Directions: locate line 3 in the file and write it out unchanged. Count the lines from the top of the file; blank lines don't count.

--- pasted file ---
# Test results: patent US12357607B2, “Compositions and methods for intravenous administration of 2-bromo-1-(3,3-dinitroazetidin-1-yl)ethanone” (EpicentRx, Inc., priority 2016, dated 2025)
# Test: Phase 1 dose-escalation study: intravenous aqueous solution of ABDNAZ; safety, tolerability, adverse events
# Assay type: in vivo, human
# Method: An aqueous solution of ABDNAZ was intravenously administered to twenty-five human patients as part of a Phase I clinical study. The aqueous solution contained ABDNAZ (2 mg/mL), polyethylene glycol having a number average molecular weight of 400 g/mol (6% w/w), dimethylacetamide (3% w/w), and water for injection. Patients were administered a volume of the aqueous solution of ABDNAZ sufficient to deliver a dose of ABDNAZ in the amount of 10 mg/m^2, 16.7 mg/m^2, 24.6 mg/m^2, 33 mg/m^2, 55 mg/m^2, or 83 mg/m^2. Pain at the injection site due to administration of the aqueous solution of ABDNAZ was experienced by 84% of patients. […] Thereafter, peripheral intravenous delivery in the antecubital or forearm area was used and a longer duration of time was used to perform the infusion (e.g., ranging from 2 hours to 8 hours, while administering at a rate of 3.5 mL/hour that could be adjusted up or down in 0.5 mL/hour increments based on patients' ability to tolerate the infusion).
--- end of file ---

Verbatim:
# Assay type: in vivo, human